Levine and Jenkins say that experience in the United States and elsewhere shows that economic gas rates from sorbed gas reservoirs require a favorable combination of reservoir properties, which tends to occur only over a small portion of the entire basin.

"The San Juan and Black Warrior basin coal gas plays and the Michigan Basin shale gas play provide notable examples of narrowly constrained, geologically controlled production fairways which have provided most of the gas production," Levine said. "The challenge facing geoscientists is to identify these trends as early as possible and to work with engineering staff to appraise and develop them efficiently."

Levine said there are a number of reasons why geologists tend to play a secondary role in assessing and developing continuous-type gas accumulations.

"Even if a project manager acknowledges there are geologic questions concerning a play, they may expect an algorithm or standardized form to determine those answers," he said. "We need to recognize, however, that we are still very much on a learning curve for this type of reservoir, and that every prospect presents a unique combination of variables.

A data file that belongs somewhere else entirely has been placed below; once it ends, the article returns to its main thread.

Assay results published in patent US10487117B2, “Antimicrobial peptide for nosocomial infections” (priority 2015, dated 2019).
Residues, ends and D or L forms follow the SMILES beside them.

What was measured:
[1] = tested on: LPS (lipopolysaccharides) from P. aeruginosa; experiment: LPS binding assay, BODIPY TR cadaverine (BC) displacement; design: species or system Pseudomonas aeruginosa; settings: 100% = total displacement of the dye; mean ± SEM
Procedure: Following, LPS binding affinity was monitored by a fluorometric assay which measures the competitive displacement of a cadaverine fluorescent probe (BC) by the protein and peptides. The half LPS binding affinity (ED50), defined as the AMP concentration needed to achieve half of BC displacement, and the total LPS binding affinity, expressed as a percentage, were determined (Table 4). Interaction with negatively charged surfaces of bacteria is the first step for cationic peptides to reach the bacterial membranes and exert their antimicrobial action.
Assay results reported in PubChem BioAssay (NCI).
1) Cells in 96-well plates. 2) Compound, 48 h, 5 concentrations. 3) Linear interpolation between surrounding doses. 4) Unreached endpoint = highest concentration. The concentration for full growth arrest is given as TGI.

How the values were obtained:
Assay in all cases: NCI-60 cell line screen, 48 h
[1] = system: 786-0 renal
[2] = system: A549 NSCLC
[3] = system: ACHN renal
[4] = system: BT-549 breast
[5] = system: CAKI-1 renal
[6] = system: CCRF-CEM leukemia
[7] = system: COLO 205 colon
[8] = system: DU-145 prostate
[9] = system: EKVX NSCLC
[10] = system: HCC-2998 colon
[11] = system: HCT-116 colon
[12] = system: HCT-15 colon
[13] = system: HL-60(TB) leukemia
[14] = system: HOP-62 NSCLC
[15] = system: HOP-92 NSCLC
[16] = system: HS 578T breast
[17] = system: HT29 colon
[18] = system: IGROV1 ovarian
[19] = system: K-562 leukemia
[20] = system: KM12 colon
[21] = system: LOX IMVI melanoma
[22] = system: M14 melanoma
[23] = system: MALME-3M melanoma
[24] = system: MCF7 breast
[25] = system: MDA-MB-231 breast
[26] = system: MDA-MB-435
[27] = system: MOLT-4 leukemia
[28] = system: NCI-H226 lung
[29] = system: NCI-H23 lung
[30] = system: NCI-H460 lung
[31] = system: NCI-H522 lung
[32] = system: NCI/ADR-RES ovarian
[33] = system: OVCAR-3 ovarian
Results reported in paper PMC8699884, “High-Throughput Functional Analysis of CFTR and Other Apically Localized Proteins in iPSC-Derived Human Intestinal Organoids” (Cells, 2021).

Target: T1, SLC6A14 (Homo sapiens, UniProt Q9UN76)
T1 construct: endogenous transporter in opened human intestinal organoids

"There has to be an element of faith that spending money early in the project to collect basic geologic data will make it possible for geologists to draw inferences and see relationships that will be important down the road."

In many cases geologists have not done an adequate job of generating answers that challenge the status quo and confront misperceptions, both men say — so companies often move forward with minimal geological support and make decisions based primarily on short-term economics.

"Just as often good geological work is disregarded because companies are entrenched in a culture that makes decisions based on non-geologic issues," they said. These issues include:

Financial Pressures

"Managers understandably hesitate to burden projects with the up-front costs of coring, logging, testing and analysis," Levine said. "This reluctance to spend money is often shortsighted as the benefits can be realized many times in the appraisal, pilot and development stages."

Focus on Engineering Technology

Successful development of continuous-type gas accumulations over the past 30 years has been made possible by development of novel engineering technologies. As a result, engineering has taken the dominant role in many projects. But engineering technologies can only affect the near well bore region while production rates and reserves depend mainly on the quality and distribution of reservoir properties in the interwell areas, Levine and Jenkins said.